Chinese Hot Mustard vs. Prepared Mustards
Since Chinese hot mustard does not include any additional spice, you may wonder how regular mustards are not all spicy. In the case of prepared mustards, the enzyme reaction is toned down by using additives such as flour. The actual flavor of prepared mustard will depend on a number of factors, including the type of seeds used, how they are processed, and what spices are added.
Cooking With Chinese Mustard
Powdered Chinese hot mustard is not usually used in cooking, although the whole mustard seeds and mustard greens are found in various Chinese dishes. Instead, it is served as a condiment to spice up appetizers and meat. One typical presentation in a traditional Chinese-American restaurant is a small dish with half Chinese mustard sauce on one side and half tomato-based sauce on the other side.
Recipes With Chinese Mustard
Hot mustard's raw bite goes well with most Chinese appetizers and is the perfect accompaniment for egg rolls and spring rolls. It is also an ideal condiment for Chinese shrimp balls and baked chicken wontons.
If you can't find Chinese mustard powder, you can use English Colman's dry mustard powder as a perfectly acceptable substitute; it is made by blending the flavorful brown seeds with the less pungent white mustard seeds.
Where to Buy Chinese Hot Mustard
This condiment is sold in cans and jars ranging from about 3 ounces to 9 ounces. You will find it in the Asian section of most grocery stores, as well as Asian markets and online. The labels will range from "Chinese-style hot mustard" to simply "hot mustard" to "Chinese mustard sauce."
How to Make Your Own Chinese Hot Mustard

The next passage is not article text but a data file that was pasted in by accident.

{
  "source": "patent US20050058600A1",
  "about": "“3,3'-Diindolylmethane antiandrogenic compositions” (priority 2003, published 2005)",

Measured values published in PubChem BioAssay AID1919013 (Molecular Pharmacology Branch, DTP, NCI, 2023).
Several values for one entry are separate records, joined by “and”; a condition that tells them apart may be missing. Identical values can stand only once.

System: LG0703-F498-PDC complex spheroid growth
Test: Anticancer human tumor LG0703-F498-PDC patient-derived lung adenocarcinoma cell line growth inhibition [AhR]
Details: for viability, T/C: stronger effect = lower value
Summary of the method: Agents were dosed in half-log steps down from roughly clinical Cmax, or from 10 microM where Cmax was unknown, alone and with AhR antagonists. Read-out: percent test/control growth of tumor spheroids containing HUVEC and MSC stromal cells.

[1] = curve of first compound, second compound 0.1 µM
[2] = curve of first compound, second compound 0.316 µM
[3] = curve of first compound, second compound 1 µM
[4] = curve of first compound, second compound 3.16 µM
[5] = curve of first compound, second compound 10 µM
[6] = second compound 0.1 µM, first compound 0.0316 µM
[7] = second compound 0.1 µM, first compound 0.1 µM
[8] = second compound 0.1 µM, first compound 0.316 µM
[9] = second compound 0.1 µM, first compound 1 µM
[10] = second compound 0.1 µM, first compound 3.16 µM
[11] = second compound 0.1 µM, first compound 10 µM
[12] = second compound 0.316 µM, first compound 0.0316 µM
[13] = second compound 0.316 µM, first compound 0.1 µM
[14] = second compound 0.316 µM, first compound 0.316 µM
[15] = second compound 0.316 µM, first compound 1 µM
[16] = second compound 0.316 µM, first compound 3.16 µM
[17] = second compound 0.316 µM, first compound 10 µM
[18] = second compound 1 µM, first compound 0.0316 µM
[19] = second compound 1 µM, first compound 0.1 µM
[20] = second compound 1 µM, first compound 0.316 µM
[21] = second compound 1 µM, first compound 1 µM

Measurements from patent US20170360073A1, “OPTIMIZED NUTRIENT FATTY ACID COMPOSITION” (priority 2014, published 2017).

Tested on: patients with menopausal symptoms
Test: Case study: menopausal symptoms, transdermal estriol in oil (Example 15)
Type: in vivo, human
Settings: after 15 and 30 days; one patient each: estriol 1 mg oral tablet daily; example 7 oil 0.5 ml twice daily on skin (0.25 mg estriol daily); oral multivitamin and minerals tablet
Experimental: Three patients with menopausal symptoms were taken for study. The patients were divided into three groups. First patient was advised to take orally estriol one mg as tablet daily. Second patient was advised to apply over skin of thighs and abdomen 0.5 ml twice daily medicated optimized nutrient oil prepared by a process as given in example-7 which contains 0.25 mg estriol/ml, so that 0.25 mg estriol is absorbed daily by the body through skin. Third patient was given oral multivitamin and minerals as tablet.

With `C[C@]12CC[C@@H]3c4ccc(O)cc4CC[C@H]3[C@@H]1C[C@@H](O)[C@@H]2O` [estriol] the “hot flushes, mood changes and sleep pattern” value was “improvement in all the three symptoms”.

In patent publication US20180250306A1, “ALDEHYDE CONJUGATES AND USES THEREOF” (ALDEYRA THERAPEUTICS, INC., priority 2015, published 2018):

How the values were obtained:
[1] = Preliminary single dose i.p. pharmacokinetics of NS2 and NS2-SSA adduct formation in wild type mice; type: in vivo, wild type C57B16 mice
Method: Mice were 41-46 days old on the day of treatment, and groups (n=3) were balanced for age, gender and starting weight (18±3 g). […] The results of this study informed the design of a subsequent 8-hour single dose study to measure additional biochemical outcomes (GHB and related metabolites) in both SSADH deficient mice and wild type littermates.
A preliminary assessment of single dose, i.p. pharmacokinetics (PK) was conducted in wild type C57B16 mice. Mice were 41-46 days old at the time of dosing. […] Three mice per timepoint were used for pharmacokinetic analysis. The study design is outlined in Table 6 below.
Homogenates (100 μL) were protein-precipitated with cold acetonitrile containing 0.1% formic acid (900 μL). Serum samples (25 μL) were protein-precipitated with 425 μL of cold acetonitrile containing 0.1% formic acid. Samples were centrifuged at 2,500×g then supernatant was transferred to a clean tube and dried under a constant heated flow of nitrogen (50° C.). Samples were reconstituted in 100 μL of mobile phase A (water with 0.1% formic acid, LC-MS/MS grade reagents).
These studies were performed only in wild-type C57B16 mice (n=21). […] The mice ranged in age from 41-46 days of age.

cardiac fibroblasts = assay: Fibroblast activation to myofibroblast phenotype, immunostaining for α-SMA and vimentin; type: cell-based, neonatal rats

To make your own Chinese hot mustard is dry mustard powder and cold water. Mix the powder and water together, cover, and let sit for about an hour. After about 15 minutes, the reaction will fully develop. Just remember that after the mustard reaches its peak strength at this point, it slowly begins to decline.
If you want hot mustard that's not quite as strong, adding a salad or cooking oil to the mustard powder and water tones down the process somewhat, as does adding boiling water, but it also changes the taste.
Place 1/4 cup dry mustard powder in a bowl.
Gradually stir in 1/4 cup of cold water.
Stir in 1/8 teaspoon of salad oil if you would like the heat toned down a bit.
Cover the bowl and let it stand for at least 1 hour.
Use immediately, or transfer the mustard to a small jar, cover, and place in the refrigerator.
Jars of Chinese hot mustard should be refrigerated after opening where it will last up to 1 year. Unopened jars can be kept in the pantry for one to two years.
When it comes to homemade Chinese hot mustard, it is ideal to use it right away, but if you're not using it immediately, adding an acid such as vinegar or rice wine will stop the reaction and prevent the mustard from losing its sharp edge. However, some people argue that the acid hides some of the mustard's flavor. While the effect is subtle, it does exist, so as an alternative you may want to store the hot mustard in a sealed container in the refrigerator, as refrigeration also stops the reaction from progressing.